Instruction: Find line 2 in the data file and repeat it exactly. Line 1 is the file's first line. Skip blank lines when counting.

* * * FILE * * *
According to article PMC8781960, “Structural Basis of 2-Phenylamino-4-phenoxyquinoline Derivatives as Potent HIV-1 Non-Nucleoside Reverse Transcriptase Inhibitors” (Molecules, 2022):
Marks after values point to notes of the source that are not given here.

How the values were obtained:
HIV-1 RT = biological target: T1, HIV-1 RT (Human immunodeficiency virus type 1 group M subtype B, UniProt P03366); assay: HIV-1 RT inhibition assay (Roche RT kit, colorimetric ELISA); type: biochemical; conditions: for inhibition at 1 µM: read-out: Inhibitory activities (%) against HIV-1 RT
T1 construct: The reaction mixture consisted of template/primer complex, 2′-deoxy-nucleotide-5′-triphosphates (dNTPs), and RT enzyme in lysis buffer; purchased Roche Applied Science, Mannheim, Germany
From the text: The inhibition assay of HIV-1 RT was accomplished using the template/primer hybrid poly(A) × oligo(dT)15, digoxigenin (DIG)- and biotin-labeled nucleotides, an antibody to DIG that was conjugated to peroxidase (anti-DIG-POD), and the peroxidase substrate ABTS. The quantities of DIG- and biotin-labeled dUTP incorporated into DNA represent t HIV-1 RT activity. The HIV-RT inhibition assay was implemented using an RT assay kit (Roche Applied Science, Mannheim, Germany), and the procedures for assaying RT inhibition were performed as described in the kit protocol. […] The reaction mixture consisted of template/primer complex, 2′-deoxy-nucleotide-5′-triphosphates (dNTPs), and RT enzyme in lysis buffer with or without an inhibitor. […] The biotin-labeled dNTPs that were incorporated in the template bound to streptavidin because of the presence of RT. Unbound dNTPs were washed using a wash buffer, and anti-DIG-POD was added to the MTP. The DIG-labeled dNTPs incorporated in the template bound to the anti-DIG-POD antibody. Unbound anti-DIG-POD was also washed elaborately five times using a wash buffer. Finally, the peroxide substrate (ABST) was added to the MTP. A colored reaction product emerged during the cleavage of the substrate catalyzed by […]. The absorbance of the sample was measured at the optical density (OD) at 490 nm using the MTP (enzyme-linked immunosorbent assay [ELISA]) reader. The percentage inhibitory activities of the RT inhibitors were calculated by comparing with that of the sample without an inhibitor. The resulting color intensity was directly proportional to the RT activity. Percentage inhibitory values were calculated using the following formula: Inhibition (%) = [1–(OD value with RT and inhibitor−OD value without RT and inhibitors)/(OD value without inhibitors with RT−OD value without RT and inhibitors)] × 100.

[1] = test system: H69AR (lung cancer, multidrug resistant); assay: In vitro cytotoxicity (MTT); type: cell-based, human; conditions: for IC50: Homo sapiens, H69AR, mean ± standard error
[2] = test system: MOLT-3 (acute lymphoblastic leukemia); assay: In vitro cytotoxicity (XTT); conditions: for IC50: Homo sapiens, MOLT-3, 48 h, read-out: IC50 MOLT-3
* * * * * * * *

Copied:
Marks after values point to notes of the source that are not given here.